TheMadScientist - 5:08 pm on Nov 27, 2012 (gmt 0)
Google likes sites that their searchers like...
I'll give you that one...
...presumably indicated by such metrics as pageviews/visitor, time on site, bounce rates etc.
I disagree with the above, because unless they changed something I've missed and started using Analytics for the SERPs they don't have access to the data for Time On Site or Page Views Per Visitor reliably enough and Bounce Rate has been stated as too noisy a signal to get much out of repeatedly, but they could use click-thru, click-back, re-click/re-search (a subset of bounce rate) a bit more reliably.
I think if you're looking too hard at the above areas you're probably missing something much more important.
A bounce is actually good in some situations (many, actually), unless you have an e-commerce site (a thank-you page visit would be a non-bounce), and even then it is if the visitor bookmarked the page and is going to buy from you when they get paid.
(Google does not have access to what someone bookmarks in their browser, unless it Chrome, but afaik, they are not using that type of info for SERPs, so it's a non-factor as far as rankings, and the only way they could possibly have direct visit data is if they get it from Chrome/toolbar, unless, again they have started using Analytics data for the SERPs.)
All bounce rate really tells you is either the visitor found exactly what they were looking for on the page or they didn't and there are a bunch of factors in your stats Google's Search Team (knowledge team, whatever) does not use (have access to) for SERPs which make the determination easier for you than it would ever be for an algorithm.
The timing of events may say more, but since a bounce happens any time there is a single page view to say a high bounce rate is bad has been proven false more than once. I had a site with a page that had a +90% bounce rate in Analytics, but the average time on the page was over 5 mins ... The page was #2 in the SERPs for multiple queries. I loved the high bounce rate, because it meant I did my job, Google did theirs, visitors found what they were looking for.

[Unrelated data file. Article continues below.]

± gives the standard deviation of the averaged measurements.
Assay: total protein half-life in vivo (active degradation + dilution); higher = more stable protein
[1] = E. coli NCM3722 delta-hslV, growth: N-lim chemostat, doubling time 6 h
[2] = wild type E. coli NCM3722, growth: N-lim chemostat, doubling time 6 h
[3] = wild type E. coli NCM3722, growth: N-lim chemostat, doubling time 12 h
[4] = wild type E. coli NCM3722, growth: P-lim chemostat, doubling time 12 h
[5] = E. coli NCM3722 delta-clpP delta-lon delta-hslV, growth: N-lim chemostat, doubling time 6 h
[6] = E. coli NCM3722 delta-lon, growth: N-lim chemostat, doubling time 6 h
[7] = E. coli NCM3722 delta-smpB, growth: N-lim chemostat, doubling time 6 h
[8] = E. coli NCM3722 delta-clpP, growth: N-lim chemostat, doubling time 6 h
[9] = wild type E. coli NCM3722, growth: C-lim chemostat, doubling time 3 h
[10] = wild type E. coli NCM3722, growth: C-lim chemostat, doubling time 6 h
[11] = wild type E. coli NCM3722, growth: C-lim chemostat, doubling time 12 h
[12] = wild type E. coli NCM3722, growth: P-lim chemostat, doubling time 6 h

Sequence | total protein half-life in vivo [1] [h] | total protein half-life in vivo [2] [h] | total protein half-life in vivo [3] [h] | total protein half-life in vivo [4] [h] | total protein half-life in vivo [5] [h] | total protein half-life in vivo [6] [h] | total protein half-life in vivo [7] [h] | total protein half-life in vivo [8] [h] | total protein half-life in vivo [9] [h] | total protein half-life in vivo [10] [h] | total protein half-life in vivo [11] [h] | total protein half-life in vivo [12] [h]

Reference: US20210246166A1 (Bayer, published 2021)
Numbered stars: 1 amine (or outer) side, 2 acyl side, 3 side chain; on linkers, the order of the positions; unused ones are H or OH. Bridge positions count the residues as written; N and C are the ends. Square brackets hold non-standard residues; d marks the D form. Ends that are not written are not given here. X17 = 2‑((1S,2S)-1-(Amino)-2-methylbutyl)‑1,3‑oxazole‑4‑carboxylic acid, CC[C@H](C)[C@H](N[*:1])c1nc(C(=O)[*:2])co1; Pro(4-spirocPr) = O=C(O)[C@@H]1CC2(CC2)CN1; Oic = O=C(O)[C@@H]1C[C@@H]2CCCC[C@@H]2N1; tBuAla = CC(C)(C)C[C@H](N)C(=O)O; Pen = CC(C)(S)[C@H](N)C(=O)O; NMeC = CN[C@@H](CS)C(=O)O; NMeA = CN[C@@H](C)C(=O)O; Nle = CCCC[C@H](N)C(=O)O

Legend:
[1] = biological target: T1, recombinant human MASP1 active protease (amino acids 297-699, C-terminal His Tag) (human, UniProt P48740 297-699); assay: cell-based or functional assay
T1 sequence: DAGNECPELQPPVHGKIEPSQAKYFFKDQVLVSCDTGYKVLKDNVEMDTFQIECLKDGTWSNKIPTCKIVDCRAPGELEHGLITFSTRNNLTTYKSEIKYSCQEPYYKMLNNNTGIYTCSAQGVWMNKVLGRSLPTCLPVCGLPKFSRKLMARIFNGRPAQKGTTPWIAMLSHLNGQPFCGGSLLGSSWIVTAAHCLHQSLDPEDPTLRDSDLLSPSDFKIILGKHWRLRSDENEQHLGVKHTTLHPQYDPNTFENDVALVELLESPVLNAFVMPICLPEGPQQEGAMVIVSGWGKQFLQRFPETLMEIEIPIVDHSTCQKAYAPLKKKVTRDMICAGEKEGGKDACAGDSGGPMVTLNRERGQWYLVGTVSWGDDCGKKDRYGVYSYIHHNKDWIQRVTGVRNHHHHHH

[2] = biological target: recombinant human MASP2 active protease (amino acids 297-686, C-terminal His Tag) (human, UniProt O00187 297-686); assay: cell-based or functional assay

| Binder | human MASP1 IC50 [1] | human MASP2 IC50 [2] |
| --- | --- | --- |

I would say trying to force visitors into more than one page view could actually be a [very] bad thing if it annoys other people like it does me, because you might get me once, but after you do I either block your site in the results or just refuse to click on yours, which harms your site way more than a single bounce because your page wasn't what I was looking for would. And trying to keep me there with the floating div I have to close works once too, but after that, I won't see it again, because you're either blocked or I just won't click ... My personal opinion is: When you try to manage the wrong metrics (or the right metrics the wrong way), especially when the management becomes detrimental to user experience, you do [way] more harm than good.
What type of 'quality signal' do you think it sends when I click on 4 sites, none of which have what I'm looking for, return from 3 very quickly, spend the most time on yours, and then block you from the results before my next query? Are you sure you want to make my (and other's) visits as long and as many page views as possible? Google can't 'see' what people did on your site after they left the results page, and even if they can, you can't see what visitors do once they go back to Google after someone sent them on a '4 page deep, close the div, click here, then there, then the other place' wild goose chase ... I'm sure there's more than one person out there who does the preceding on their site and has great looking stats, but for some odd and inexplicable reason their rankings have tanked ... I'll leave why to the imagination of the readers, maybe Google's just broken? The stats on sites that keep people there and make them view multiple pages look great, so if Google doesn't keep sending people it must be a problem with Google, right?